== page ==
Europe is embroiled in a Japan-style "lost decade" and must solve its political problems before the economic crisis can be resolved, according to Charles Beazley, CEO of Nikko Asset Management, which specializes in Asian equity and fixed income and has $154 billion assets under management..
"I think it is a lost decade in Europe in the political sense, and how quickly they are able to change that, I do not know," Beazley told CNBC on Wednesday.
Beazley concurred with European Central Bank President Mario Draghi's view that the euro zone requires greater political unity to thrive, but said national elections such as Italy's this week suggest public opinion is running in the counter direction.
(Read More: Italy Stalemate Could Mean Chaos for Euro Zone)
"The forces politically are extremely centrifugal, and what Mario Draghi is saying is that the long-term solution is centripetal. I think that is the conflict we are seeing politically right now," said Beazley.
"So while you have the economic focus on the crisis right now, the political context I think is unchanging for at least a decade."
Beazley said Japan is now out of her crisis, and highlighted that in contrast to Europe, Japan's ruling party was elected with a large majority, giving it the potential to enact unconventional monetary and fiscal policies and pass reform measures.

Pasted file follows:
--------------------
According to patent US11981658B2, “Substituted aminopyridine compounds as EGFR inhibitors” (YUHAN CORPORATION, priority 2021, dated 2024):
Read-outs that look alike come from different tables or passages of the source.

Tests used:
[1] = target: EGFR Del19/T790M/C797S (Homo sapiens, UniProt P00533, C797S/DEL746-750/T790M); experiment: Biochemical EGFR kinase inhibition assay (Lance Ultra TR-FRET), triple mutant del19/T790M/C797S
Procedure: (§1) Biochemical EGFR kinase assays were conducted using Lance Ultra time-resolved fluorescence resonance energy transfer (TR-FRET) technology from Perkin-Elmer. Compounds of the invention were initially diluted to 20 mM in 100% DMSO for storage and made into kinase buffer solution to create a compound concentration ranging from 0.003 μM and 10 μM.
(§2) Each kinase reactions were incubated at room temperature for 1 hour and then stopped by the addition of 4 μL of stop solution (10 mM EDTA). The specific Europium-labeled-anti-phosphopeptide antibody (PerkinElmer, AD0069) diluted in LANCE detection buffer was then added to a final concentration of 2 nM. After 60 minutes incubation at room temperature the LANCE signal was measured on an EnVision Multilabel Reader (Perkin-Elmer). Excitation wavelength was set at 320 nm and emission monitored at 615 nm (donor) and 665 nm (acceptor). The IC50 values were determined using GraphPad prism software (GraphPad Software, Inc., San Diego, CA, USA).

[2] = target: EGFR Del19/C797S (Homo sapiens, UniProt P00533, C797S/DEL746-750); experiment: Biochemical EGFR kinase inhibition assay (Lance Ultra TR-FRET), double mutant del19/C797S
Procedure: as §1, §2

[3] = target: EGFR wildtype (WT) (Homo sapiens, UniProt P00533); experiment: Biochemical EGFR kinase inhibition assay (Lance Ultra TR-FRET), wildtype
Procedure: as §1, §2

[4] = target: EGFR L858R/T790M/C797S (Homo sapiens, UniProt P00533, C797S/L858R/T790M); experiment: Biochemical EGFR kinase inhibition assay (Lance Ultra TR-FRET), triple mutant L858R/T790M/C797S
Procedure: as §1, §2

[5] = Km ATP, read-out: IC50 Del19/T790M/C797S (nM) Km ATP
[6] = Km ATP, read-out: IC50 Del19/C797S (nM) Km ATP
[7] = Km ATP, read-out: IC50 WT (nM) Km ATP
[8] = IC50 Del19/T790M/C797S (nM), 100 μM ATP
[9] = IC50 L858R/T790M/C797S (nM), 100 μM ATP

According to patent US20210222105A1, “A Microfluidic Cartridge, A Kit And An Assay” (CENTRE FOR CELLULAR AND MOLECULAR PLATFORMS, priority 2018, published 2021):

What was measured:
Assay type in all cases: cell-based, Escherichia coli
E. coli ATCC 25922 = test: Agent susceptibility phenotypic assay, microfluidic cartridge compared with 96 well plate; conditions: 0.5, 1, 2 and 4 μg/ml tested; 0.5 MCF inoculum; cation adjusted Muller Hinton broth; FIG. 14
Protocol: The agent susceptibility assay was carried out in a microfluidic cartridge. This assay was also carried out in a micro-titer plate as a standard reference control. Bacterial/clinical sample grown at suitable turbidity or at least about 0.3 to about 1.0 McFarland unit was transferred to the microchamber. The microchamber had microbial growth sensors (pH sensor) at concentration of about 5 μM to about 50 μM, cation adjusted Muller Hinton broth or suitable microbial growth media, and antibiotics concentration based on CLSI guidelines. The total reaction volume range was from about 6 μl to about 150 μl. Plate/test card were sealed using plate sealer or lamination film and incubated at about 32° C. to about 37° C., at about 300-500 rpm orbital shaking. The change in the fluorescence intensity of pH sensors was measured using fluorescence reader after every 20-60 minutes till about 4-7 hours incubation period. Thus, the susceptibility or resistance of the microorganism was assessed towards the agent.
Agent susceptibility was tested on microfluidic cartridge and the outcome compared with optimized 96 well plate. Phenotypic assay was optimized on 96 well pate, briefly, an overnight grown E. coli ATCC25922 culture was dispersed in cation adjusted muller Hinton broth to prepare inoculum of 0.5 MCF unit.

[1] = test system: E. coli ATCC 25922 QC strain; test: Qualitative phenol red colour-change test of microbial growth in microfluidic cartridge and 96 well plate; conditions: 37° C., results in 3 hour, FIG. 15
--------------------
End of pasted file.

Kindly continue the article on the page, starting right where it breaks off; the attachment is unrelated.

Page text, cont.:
(Read More: An Aggressive Bank of Japan Sooner Than You Think)
"I think what you are seeing now in Japan is quite interesting… The population is essentially saying 'we are tired of the old policies, we want a change,' and now there is a consensus in Japan that is built around what needs to be done. That is quite powerful," he said.
Beazley said Japan's example showed political change may not occur quickly in Europe.
"While you have the economic focus on the crisis right now, the political context I think is unchanging for at least a decade," he said.
"We need to remember… democracy can take a long time."
Also on Wednesday, David Rubenstein, co-founder of the private equity firm Carlyle Group, said Europe remains attractive to investors.
Rubenstein described the region as the world's "largest emerging market".
"Prices have been beaten down. You can buy things at distressed prices now so I think it is a very attractive market in which to invest," Rubenstein told CNBC.
He added that he was more nervous about some countries in Europe than others, but did not elaborate.
(Read More: How Investors Should Play the 'Italian Panic')
- By CNBC's Katy Barnato